Solomon's Divided Child, a plagiarism

Richard Stanley

Well-Known Member
The excerpt below and the link from which it is obtained expand upon what was discussed in the Intro post (and more coming in the sequence covering them) about David's and Solomon's existence, or lack thereof. The link is to Vexen Crabtree's excellent site with a wealth of religious criticism. The mention of White's Warfare of Science and Theology sounds like a pretty interesting read from the 19th century.

Apart from the grandiose images of stately buildings, many minor stories also fail to pass muster. The first chapter of the book of Ruth ends...

“... with an account of Solomon's judgment between two mothers, each of whom claimed a living child as her own and the dead child as that of her rival. This judgment has often been referred to as showing the wisdom of Solomon. He understood a mother's boundless love, that the true mother would infinitely prefer that her rival should retain her infant than that the child should be divided between them. However, this tale, like many an other Biblical story, is found imbedded in the folk-lore-myths of other peoples and religions. Prof. White's 'Warfare of Science and Theology' quotes Fansboll as finding it in 'Buddhist Birth Stories.'”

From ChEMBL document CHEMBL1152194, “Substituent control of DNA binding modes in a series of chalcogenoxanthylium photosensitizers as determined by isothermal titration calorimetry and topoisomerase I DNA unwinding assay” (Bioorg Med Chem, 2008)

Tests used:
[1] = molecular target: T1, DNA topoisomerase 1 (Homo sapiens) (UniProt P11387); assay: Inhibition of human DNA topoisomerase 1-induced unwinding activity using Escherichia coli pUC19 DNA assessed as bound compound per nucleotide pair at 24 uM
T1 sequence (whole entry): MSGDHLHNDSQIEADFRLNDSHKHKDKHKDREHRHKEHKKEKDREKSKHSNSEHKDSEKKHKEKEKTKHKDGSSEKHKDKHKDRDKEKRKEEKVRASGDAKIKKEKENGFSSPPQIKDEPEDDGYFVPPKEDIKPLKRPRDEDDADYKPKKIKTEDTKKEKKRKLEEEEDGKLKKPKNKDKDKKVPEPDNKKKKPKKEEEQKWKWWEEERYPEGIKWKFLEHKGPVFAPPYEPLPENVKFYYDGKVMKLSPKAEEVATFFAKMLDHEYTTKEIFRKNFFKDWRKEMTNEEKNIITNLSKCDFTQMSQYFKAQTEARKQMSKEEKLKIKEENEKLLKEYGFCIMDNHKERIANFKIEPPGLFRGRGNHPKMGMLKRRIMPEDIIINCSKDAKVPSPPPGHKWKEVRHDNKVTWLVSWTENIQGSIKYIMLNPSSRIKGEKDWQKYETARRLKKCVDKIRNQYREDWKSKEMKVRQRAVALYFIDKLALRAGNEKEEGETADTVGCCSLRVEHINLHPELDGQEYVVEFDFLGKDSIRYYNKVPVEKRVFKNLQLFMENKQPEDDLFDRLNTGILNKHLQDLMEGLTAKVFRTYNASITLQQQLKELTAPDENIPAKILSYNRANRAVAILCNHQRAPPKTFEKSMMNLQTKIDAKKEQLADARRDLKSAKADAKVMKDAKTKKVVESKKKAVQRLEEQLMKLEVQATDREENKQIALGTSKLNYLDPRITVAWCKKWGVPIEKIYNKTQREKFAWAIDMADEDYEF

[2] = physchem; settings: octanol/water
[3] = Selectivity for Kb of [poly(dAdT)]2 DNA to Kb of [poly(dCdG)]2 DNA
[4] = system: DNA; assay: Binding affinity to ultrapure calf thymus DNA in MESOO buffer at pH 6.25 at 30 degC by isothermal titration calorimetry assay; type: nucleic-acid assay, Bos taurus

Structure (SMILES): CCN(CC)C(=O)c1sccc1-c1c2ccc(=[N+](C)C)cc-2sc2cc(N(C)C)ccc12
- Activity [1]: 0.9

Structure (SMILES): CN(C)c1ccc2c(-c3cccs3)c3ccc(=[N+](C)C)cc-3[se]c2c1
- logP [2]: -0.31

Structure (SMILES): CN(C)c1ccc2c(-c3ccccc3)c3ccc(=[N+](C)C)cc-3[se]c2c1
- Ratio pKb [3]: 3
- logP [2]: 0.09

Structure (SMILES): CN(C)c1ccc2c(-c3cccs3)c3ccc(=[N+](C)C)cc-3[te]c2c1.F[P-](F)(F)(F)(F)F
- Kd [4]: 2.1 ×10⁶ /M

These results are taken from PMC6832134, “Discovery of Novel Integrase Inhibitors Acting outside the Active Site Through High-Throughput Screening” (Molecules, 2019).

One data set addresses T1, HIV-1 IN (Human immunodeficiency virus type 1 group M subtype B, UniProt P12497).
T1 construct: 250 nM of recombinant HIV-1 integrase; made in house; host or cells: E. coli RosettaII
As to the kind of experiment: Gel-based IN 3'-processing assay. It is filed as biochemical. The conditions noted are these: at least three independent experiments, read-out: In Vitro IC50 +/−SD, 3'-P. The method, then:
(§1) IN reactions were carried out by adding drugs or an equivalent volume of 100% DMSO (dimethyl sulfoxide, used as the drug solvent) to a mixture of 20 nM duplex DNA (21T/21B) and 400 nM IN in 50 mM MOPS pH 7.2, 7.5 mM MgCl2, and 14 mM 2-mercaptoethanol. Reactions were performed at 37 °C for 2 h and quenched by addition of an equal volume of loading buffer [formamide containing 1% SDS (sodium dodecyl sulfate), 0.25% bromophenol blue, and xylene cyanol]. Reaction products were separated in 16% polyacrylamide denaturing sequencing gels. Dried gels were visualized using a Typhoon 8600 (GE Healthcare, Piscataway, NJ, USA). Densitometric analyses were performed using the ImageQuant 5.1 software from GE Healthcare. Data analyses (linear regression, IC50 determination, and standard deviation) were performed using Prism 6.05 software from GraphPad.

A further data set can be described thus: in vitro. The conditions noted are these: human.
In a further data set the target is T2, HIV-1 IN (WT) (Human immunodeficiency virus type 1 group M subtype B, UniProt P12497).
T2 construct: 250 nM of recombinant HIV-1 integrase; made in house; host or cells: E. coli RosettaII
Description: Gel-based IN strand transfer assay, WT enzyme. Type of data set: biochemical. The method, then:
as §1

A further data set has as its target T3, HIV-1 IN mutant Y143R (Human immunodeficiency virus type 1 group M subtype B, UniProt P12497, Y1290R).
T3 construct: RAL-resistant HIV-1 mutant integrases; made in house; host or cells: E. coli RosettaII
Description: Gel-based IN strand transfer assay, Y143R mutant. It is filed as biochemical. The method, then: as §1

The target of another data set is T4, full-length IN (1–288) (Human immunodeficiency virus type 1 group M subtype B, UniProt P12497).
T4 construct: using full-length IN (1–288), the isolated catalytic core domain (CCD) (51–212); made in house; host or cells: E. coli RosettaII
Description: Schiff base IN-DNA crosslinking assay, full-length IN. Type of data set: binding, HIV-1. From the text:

"The Woman's Bible" by Elizabeth Cady Stanton (1898)4

If Solomon was such a great and wise man, why did people find the need to write already existing stories about inspiring people, and pretend that Solomon was the key character? Were there not an array of stories about Solomon himself that could be told? It appears not. "The able Biblical critic, Henry Macdonald, regards [...] Solomon as unreal as Mug Nuadat or Partholan"4 (two Irish mythological heroes).

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